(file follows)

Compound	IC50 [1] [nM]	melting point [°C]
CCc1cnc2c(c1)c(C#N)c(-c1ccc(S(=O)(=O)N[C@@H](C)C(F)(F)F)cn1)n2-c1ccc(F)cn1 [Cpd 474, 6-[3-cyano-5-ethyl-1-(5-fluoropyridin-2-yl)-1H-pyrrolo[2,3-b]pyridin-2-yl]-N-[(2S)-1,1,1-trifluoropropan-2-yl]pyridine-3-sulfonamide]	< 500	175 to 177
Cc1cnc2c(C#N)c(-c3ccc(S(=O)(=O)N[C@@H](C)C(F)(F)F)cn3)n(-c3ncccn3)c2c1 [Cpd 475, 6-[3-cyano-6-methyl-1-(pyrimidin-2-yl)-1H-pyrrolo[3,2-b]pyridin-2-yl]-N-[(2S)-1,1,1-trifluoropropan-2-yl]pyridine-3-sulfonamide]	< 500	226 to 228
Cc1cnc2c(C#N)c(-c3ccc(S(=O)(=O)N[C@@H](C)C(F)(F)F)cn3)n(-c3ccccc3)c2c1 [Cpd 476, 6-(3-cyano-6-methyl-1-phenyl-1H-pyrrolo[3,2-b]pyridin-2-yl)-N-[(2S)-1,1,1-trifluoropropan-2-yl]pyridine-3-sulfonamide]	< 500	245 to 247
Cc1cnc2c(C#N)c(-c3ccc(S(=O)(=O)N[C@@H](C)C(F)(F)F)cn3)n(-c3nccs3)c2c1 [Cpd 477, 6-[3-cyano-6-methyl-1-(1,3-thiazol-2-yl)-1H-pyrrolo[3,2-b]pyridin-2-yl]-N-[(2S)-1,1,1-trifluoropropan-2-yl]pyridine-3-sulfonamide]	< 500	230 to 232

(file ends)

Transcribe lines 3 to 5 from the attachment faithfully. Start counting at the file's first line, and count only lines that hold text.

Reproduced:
Cc1cnc2c(C#N)c(-c3ccc(S(=O)(=O)N[C@@H](C)C(F)(F)F)cn3)n(-c3ncccn3)c2c1 [Cpd 475, 6-[3-cyano-6-methyl-1-(pyrimidin-2-yl)-1H-pyrrolo[3,2-b]pyridin-2-yl]-N-[(2S)-1,1,1-trifluoropropan-2-yl]pyridine-3-sulfonamide]	< 500	226 to 228
Cc1cnc2c(C#N)c(-c3ccc(S(=O)(=O)N[C@@H](C)C(F)(F)F)cn3)n(-c3ccccc3)c2c1 [Cpd 476, 6-(3-cyano-6-methyl-1-phenyl-1H-pyrrolo[3,2-b]pyridin-2-yl)-N-[(2S)-1,1,1-trifluoropropan-2-yl]pyridine-3-sulfonamide]	< 500	245 to 247
Cc1cnc2c(C#N)c(-c3ccc(S(=O)(=O)N[C@@H](C)C(F)(F)F)cn3)n(-c3nccs3)c2c1 [Cpd 477, 6-[3-cyano-6-methyl-1-(1,3-thiazol-2-yl)-1H-pyrrolo[3,2-b]pyridin-2-yl]-N-[(2S)-1,1,1-trifluoropropan-2-yl]pyridine-3-sulfonamide]	< 500	230 to 232